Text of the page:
"We cannot stop doctors and nurses from leaving the country to work overseas."
I totally agree with Anakalusugan Representative Mike Defensor in calling for the Inter-Agency Task Force on Emerging Infectious Diseases to reconsider the 5,000-annual limit on the number of newly hired Filipino healthcare workers that may be allowed to leave the country for overseas employment.
As the good congressman says, this could be a new source for some money-making racket for corrupt government personnel.
Exit quotas or similar restrictions, Defensor says, are not really desirable because they tend to expose individuals to potential exploitation – from the time they apply for overseas employment certificates up to their point of departure in immigration counters.
“As far as we’re concerned, there’s really no point in restraining our healthcare workers from leaving for abroad, if we can’t provide them good-paying jobs here at home,” the lawmaker insists.
Rightfully said. With the scarcity of jobs awaiting for healthcare workers locally, they often end up applying for work outside of the country. But with these restrictions, there is a great tendency for local recruitment agencies to bribe personnel of concerned agencies to ensure that the job orders for healthcare workers they have cornered from foreign employers would be prioritized in the listing. And whatever expenses these recruitment agencies would incur in the process, would of course be passed on to their applicants.
Hence, Defensor suggests that if they’ve already received hiring notices from foreign employers, then that should just be allowed to leave.
Of the newly hired healthcare workers leaving the country every year, nurses comprise the largest group, according to the Philippine Overseas Employment Administration.
The 14 categories of newly hired healthcare workers covered by the 5,000 single combined annual deployment cap are medical doctors, nurses, microbiologists, molecular biologists, medical technologists, clinical analysts, respiratory therapists, pharmacists, laboratory technicians, x-ray technicians, nursing assistants, operators of medical equipment, supervisors of health services and personal care and repairmen of medical-hospital equipment.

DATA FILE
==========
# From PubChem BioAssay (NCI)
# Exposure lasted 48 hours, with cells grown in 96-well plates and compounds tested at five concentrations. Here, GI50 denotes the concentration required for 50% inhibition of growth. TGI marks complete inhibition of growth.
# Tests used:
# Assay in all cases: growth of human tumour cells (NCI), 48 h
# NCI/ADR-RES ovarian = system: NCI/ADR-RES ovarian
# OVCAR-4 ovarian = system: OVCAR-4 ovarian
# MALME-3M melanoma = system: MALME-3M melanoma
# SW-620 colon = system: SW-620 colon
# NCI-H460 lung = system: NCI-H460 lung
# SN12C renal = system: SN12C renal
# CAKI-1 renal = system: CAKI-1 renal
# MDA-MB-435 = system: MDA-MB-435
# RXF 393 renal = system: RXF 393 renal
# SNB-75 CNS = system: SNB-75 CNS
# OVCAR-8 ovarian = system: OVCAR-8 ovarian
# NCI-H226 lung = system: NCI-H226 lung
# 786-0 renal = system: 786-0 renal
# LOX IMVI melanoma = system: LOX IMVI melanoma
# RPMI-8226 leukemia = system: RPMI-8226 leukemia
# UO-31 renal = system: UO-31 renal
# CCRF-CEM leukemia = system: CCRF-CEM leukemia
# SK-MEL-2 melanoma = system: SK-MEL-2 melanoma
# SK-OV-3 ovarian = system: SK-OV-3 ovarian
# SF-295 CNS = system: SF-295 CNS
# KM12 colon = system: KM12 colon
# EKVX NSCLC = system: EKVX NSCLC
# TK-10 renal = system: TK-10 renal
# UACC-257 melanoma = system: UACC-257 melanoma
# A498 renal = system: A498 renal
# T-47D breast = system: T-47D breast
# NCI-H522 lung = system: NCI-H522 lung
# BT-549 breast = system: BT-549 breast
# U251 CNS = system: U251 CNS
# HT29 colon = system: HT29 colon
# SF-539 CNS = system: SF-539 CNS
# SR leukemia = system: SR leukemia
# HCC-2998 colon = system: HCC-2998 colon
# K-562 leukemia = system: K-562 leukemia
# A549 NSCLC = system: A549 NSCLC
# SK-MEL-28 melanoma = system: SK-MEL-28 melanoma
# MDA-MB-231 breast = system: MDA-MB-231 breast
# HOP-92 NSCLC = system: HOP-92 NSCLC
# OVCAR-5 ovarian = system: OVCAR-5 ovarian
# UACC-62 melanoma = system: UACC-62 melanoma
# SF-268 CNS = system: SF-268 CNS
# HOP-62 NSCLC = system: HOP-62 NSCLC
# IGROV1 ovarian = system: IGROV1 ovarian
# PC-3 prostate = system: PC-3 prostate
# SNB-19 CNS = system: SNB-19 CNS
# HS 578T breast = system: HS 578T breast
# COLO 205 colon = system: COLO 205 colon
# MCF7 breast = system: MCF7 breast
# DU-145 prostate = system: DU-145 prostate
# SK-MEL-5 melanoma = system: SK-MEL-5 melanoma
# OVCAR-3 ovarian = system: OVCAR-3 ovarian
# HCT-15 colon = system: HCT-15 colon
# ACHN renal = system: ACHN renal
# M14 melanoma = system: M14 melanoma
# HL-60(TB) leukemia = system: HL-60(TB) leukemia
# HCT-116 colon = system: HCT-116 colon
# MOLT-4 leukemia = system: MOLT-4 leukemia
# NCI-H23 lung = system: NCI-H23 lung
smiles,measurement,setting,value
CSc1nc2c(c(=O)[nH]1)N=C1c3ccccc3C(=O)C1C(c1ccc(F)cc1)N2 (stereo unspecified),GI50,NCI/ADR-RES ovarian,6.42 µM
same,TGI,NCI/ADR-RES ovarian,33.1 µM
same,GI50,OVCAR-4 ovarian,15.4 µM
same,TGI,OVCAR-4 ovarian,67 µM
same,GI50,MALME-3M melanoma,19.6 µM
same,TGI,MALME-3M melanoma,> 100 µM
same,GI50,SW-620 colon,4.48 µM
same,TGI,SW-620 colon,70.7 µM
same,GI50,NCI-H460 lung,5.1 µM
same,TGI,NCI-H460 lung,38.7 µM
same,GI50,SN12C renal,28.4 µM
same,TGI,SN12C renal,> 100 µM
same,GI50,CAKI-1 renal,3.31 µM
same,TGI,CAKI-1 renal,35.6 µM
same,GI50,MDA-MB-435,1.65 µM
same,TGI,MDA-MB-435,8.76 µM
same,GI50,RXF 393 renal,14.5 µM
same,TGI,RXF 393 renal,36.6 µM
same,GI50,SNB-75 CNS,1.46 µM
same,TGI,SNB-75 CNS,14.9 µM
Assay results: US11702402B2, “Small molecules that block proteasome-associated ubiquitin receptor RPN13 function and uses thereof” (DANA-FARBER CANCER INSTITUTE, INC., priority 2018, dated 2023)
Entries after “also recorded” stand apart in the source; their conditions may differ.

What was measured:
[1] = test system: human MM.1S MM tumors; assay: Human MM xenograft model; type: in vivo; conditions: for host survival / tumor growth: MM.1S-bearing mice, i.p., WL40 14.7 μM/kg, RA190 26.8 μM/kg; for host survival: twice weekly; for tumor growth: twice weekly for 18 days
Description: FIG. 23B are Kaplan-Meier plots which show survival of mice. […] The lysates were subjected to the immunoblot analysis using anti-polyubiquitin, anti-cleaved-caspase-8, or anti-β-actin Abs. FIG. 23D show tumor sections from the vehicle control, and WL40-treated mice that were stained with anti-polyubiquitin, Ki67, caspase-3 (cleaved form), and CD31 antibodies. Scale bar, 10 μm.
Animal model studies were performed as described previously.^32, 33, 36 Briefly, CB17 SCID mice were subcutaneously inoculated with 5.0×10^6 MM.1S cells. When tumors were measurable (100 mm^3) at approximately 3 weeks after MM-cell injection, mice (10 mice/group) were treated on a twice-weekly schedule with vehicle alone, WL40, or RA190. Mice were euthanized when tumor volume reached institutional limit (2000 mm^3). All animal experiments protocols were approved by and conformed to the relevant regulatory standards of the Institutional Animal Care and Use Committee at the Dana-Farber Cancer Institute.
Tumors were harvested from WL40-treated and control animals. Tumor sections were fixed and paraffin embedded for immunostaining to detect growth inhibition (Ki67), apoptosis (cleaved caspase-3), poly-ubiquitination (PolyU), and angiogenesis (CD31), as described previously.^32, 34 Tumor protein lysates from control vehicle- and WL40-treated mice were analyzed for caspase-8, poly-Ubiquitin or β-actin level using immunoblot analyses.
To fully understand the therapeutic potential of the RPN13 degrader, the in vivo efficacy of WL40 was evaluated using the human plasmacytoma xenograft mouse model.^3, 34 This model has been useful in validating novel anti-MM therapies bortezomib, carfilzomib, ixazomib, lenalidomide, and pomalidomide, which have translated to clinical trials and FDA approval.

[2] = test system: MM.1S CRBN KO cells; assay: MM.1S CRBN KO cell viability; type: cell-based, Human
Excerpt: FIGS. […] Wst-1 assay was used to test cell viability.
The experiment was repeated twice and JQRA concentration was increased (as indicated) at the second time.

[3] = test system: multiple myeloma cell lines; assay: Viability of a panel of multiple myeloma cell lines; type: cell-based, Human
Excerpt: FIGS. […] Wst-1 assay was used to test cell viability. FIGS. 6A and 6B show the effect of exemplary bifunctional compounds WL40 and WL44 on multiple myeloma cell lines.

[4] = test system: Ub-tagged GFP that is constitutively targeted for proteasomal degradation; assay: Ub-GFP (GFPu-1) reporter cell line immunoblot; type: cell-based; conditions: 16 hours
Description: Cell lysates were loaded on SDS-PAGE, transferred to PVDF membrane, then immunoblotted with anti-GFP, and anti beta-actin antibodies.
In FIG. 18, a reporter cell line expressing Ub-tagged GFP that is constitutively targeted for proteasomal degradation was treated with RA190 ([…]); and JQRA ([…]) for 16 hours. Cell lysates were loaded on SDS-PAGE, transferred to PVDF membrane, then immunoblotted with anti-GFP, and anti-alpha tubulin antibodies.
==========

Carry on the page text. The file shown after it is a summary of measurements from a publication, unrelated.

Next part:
The ceiling excludes healthcare workers who are merely returning to their foreign employers.
While there is a need to recognize the need to lessen the loss of mission-critical skills, the lawmaker stressed it is also the State’s constitutional duty to promote a rising standard of living and improved quality of life for all Filipinos, including our healthcare workers and their families.
With this in consideration, Defensor authored House Bill 7933, which seeks to double to P60,901 the entry-level monthly pay for government nurses to discourage at least some of them from seeking greener pasture overseas.
“We must also stress that every Filipino enjoys the right to sell his or her skills to the best employer here or abroad that will offer the greatest reward,” Defensor said.
But how could we entice these healthcare workers to render their services here if they are not justly compensated? Last year, citing sources, I wrote an article regarding the sad plight of doctors working in the Quezon City Medical Center.
In my article then, I wrote that Level 3 Resident Doctors get a net monthly salary of P50,952.43.
Not all Level 3 Resident Doctors earn this much as some only receive P21,000 without any other benefits. The same goes for the Level 2 Resident Doctors who receive the same P21,000 basic pay with no benefits.
But Level 1 Resident Doctors are reportedly are not being paid a single centavo by the Quezon City Government. The sad thing is, when they confronted the Human Resource Department of QCMC, according to the source, they were simply told to render work in the spirit of bayanihan.
After my article came out, Josephine Sabando, director of QCMC, wrote a letter to the Manila Standard desk to clarify that the present city government has already been doing something to address the situation and that that the salaries of some of the Resident 3 Doctors and those of the Resident 2, have been increased to P35,000 a month. Noting has been said of the Resident 1 Doctors.
But still, the P35,000 monthly salaries for those doctors are not enough. In fact, Defensor should file another bill, this time seeking to increase the entry-level monthly salaries of doctors.
Otherwise, we cannot stop them from leaving the country to work overseas. Never mind if they fall victims to unscrupulous people who are out to exploit the exit quota imposed by the IATF.